Echidnas (ih-KID-nahz), also called spiny anteaters, are solidly built, short-legged, shuffling mammals that can grow fairly large, up to 14 pounds (6.5 kilograms) for the short-beaked (or short-nosed) echidna and up to 20 pounds (9 kilograms) for the long-beaked (or long-nosed). Head and body length in an adult short-beaked echidna can reach 21 inches (53 centimeters), the stubby tail adding another 3.5 inches (9 centimeters). Head and body length in adult long-beaked echidnas gets as long as 30.5 inches (77.5 centimeters), and the tail, like that of the short-beaked echidna, is a mere stubby shoot. Male echidnas are larger than females. Although echidnas may look overweight, most of the soft tissue mass that might be mistaken for blubber is muscle, lots of it.
The two species look similar but some differences are obvious, especially the snout, which is made of bone, cartilage, and keratin (what claws and fingernails are made of). The snout is shorter and straight or slightly upturned in the short-beaked echidna, but longer, thinner, and downcurving, like the bill of a nectar-sipping bird, in the long-beaked echidna. An echidna's head is small and the neck is not obvious, so that the head seems to flow directly into the body.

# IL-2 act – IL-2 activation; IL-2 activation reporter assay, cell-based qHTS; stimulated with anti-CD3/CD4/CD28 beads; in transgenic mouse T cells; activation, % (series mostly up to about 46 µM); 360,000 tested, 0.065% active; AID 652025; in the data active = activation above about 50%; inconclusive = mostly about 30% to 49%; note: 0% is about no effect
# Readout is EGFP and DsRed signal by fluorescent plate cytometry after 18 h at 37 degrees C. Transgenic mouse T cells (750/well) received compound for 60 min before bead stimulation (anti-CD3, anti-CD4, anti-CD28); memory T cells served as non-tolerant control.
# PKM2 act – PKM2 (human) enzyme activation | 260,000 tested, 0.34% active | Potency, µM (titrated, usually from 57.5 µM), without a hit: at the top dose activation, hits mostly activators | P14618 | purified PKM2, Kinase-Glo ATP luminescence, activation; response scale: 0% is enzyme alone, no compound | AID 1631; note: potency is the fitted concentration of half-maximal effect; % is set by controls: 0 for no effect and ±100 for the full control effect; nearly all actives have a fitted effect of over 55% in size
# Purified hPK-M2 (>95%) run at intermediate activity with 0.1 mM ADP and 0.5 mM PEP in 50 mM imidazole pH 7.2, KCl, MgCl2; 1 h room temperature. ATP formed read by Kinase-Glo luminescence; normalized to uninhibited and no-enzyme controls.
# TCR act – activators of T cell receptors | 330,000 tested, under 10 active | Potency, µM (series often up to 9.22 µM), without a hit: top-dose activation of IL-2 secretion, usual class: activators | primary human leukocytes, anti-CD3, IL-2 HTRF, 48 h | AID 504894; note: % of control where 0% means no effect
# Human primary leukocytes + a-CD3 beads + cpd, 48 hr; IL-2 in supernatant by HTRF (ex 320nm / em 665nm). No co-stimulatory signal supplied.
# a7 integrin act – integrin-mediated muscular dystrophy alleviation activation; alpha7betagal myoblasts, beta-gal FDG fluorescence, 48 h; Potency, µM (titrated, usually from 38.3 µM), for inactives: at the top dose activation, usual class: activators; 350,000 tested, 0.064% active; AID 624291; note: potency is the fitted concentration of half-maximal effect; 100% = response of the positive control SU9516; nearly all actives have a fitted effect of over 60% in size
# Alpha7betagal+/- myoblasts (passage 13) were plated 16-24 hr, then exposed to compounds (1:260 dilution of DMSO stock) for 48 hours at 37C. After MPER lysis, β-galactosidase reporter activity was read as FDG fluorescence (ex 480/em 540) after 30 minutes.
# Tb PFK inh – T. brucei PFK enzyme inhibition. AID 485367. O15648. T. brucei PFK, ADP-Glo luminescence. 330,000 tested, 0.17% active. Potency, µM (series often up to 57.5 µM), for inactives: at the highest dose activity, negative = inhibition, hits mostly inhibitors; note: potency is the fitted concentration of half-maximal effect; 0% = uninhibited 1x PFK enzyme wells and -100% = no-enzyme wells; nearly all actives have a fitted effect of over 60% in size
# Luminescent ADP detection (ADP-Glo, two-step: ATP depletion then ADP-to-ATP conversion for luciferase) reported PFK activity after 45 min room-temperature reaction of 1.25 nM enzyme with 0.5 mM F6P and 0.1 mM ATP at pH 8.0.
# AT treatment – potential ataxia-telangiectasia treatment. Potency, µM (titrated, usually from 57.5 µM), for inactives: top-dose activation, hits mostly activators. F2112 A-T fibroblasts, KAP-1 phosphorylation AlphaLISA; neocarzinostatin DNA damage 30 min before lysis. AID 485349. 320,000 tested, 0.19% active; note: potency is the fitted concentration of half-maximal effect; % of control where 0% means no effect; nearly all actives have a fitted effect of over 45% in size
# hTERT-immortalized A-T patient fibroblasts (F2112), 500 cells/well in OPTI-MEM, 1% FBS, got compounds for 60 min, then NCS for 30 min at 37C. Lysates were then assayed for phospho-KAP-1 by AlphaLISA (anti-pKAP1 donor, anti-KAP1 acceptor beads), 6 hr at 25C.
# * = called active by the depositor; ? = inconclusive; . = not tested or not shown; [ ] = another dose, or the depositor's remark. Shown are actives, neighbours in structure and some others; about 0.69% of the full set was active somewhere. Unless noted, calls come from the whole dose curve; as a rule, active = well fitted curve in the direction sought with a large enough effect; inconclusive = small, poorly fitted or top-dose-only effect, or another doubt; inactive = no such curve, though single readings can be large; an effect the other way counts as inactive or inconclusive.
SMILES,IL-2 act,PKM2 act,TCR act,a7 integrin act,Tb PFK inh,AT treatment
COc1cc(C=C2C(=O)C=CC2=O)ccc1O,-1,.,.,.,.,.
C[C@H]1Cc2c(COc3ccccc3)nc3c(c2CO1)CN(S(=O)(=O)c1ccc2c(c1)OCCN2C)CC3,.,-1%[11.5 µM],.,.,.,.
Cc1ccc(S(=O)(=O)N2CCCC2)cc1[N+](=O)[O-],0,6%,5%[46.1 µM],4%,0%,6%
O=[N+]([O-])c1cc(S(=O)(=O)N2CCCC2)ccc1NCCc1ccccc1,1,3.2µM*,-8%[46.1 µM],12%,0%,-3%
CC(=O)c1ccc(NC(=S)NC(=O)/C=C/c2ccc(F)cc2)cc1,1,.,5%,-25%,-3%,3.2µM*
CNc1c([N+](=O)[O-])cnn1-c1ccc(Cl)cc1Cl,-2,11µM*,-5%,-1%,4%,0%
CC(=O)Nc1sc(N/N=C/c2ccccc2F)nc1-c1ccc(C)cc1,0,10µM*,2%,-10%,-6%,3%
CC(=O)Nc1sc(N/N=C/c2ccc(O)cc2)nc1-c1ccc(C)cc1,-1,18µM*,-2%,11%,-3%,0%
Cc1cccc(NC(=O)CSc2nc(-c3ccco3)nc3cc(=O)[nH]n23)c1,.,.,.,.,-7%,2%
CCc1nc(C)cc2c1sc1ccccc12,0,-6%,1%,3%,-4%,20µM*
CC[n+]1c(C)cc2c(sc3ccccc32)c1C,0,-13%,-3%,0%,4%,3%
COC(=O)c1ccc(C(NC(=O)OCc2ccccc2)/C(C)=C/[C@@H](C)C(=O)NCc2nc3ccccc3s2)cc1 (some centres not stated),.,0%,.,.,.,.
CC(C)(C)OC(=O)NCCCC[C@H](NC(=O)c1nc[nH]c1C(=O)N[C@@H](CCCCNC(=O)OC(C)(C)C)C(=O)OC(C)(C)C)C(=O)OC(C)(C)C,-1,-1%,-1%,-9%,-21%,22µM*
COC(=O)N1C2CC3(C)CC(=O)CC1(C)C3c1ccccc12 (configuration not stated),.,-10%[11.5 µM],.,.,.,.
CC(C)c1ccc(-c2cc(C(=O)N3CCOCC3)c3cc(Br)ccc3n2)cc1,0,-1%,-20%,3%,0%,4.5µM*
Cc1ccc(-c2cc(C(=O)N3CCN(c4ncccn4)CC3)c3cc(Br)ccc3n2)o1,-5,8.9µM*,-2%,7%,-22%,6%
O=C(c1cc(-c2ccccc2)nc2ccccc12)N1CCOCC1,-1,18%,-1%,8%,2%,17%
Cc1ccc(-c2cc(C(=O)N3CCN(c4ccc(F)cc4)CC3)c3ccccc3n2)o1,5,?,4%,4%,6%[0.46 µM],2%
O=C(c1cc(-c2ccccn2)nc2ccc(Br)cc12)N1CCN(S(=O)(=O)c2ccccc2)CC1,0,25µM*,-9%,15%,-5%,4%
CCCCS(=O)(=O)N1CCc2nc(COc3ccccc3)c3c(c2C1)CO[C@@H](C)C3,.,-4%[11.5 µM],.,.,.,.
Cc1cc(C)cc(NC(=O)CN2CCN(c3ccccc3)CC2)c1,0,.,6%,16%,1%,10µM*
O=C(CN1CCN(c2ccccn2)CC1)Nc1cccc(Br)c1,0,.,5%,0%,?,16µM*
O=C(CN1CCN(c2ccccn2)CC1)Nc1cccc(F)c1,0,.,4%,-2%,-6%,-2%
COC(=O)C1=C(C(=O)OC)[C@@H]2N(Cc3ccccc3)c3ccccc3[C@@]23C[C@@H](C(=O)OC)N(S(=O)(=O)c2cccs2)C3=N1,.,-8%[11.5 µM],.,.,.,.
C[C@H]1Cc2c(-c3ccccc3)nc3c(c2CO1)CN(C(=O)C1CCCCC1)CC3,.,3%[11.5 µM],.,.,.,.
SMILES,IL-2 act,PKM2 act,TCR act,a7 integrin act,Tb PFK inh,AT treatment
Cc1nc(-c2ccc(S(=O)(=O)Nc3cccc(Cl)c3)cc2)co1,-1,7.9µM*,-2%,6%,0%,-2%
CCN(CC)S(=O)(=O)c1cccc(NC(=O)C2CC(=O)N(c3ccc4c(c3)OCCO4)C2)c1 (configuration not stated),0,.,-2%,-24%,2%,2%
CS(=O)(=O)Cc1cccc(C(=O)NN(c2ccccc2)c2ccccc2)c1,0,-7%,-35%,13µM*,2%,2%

Echidnas have full coats of brown or black hair, with scattered, hollow spines, which are really modified hairs, studding the body on the back and sides. The spines are yellow with black tips in some animals, and up to 2.4 inches (6 centimeters) long. In short-beaked echidnas, the spines are longer than the fur, so that the spines are noticeable, but the coat of the long-beaked echidna is just the opposite: the fur is long enough to cover most of the spines.
The four legs are short, with powerful muscles and claws, proper for an animal that frequently digs in the soil and tears open logs and termite mounds. The hind feet point backwards, and are used to push soil away and out when the animal is burrowing.
Animal Life ResourceMammalsEchidnas: Tachyglossidae - Physical Characteristics, Diet, Behavior And Reproduction, Echidnas And People, Short-beaked Echidna (tachyglossus Aculeatus): Species Account - GEOGRAPHIC RANGE, HABITAT, CONSERVATION STATUS